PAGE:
Medical Cyber-Physical Systems are safety-critical interconnected, intelligent systems of medical devices and applications, and have witnessed breakthroughs in interacting with patients in medical and healthcare. Originally, medical CPS design is a cross-layer effort requiring expertise from completely different fields: from high level models and treatment guidelines, implemented by software code and protocols, running on hardware platforms. These multiple layers of abstraction with well-defined interfaces allow these groups to work independently.
This session focuses on the recent advances enabled by resistive random-access memory (RRAM) technology -- that could help to overcome the "memory wall" associated with von Neumann computing architectures. Papers in this session will consider memristive crossbar devices and their applications to routing, neuromorphic systems, weight stability, and perceptron classifiers.
From ASICs to FPGAs, this session showcases the heterogeneous nature of placement to handle the critical issue of routing congestion. The first two papers perform macro-block placement to address routing challenges. The third paper proposes a new clustering approach for lithography hotspot pattern classification, and the final paper describes a clock-aware placement algorithm for large-scale heterogeneous FPGAs.
Efficient power and thermal modeling is key for designing high performance chips without breaking the cooling limits. This session looks into power and thermal management at various level of granularity. The first paper deals with managing workload so that the supply voltage variation remains within the specified limit. The second paper exploits unique thermal characteristics of STTMRAM for energy efficiency. Thermal management of mobile SoCs is the focus of the third paper and the final paper introduces a computationally-efficient thermal modeling methodology.
This session has four papers that contribute new advances in approximating and neural networks. The first paper presents a new technique to approximate mathematical functions using Taylor series and look-up tables. The second paper proposes a novel method to generate approximate data processing given arbitrary data flow graphs as inputs. The third paper presents a new spiking neural network model and a back-propagation algorithm with much improved accuracy.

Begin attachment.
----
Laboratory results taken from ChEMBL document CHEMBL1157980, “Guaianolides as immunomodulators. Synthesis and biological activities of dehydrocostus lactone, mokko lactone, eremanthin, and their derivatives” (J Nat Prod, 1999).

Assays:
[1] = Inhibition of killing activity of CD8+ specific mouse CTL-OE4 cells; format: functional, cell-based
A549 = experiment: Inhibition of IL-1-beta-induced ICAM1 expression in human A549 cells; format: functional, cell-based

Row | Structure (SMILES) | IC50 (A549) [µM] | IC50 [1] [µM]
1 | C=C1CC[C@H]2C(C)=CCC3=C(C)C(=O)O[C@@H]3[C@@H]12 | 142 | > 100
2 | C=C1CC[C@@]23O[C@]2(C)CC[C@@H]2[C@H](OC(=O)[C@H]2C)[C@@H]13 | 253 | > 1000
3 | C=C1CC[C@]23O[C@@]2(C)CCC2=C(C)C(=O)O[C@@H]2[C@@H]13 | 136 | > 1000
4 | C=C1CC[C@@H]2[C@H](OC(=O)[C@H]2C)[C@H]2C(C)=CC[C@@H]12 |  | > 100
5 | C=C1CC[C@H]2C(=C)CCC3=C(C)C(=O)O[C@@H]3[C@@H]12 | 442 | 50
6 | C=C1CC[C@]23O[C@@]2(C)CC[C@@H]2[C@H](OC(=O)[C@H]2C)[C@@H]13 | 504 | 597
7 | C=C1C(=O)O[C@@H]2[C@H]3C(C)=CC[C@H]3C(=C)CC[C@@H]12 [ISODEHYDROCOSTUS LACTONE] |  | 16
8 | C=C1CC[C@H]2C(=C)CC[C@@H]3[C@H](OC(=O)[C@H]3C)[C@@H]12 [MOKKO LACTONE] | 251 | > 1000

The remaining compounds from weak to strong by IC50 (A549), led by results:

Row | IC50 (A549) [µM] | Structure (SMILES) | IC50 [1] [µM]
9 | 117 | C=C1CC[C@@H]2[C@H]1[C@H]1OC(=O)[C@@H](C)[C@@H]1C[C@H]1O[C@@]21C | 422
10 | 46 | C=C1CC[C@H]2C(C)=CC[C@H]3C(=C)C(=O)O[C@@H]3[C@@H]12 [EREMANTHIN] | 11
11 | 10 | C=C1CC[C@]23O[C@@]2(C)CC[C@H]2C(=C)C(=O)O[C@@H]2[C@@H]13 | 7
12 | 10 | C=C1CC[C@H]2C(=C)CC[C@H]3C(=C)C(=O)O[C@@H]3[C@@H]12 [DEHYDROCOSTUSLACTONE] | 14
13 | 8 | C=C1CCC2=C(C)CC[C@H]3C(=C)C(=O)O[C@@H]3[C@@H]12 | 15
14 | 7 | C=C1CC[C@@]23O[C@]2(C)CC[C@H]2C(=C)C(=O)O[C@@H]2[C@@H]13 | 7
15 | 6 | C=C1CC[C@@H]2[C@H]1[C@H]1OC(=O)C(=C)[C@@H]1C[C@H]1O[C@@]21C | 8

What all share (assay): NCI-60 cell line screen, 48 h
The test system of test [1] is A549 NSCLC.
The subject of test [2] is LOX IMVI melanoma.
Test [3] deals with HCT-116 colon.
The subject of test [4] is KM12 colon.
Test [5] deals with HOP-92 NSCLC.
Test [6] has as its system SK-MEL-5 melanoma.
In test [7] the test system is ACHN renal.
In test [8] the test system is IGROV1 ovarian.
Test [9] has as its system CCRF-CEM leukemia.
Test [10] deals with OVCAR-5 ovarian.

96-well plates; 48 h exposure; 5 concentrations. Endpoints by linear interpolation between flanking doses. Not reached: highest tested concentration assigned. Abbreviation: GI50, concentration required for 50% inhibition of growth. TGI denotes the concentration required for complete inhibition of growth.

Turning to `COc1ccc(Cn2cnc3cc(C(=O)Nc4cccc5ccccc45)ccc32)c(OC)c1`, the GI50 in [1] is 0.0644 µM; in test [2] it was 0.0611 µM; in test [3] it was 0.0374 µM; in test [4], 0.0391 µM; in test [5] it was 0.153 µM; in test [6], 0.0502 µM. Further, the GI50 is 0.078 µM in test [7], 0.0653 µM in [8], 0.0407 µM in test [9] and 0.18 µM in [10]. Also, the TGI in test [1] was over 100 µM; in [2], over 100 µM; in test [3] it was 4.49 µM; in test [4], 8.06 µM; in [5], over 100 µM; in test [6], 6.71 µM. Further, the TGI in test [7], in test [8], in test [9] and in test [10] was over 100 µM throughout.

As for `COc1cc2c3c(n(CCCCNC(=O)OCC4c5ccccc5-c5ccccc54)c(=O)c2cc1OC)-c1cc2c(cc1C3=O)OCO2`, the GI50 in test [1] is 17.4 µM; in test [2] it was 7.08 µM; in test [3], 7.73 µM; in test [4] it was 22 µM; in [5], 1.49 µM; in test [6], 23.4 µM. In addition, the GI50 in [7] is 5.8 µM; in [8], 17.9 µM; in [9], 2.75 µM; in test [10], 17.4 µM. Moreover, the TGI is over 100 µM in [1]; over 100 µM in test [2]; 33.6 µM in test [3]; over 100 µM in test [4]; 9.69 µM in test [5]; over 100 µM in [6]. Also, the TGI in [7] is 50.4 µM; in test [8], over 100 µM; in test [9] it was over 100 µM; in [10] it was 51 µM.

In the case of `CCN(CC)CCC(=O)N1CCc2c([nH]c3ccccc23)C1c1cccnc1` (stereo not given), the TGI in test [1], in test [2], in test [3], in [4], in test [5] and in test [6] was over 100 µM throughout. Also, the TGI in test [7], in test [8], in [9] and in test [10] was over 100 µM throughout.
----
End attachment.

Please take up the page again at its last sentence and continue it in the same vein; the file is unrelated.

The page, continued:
This session addresses a range of synthesis problems that span clockless paradigm, approximate computing, datapath optimization, and accurate modeling of HLS-generated accelerators. The first paper proposes a new framework for improving quality of asynchronous circuits leveraging a suite of existing tools. The paper on the approximate computing presents a new method synthesizing arithmetic circuits. The third paper exploits graph isomorphism to achieve more efficient resource sharing at bit-level.
Field Programmable Gate Arrays (FPGA) finds wider applications nowadays with the advancement in technology and gains increasing interests in heterogeneous computing and energy efficiency acceleration. FPGAs have evolved from simple programmable logic fabrics to replacing custom designs and processors for signal processing and other wide spreading applications. New generations of FPGA target at implementing the whole system on a single device, and various resources like LUT, flip-flop, RAM, DSP, as well as CPUs are placed at different locations of the device.
Robotics is booming all around us. A field that was originally driven by the desire to automate physical work is now raising concerns about the future of work. Less discussed but no more important are the implications on human health, as the science on longevity and resilience indicates that having the drive to work is key for health and wellness. However, robots, machines that were originally invented to automate work, are also becoming helpful by not doing any physical work at all, but instead by motivating and coaching us to do our own work, based on evidence from neuroscience and behavi
This session highlights three emerging topics in software and embedded security. It kicks off with a remote attestation technique that allows a trusted party to verify the integrity of the software running on a remote and potentially compromised device. This is followed by a security validation approach for Systems-on-Chips using static information flow analysis to detect data leakage, untrusted access, confidentiality and integrity. Finally, an approach to memory access control using self-verified address spaces is presented.
This session focuses on the use of machine intelligence to improve the energy efficiency and performance of IoT and wearable devices. The first paper, "Learn-on-the-go", uses transfer learning to improve the classification accuracy through the collaboration of multiple wearable IoT devices. The second paper proposes a method for optimal energy allocation for energy-harvested wearable devices. The third paper uses Q-learning to achieve optimal checkpointing of intermittently-powered IoT devices.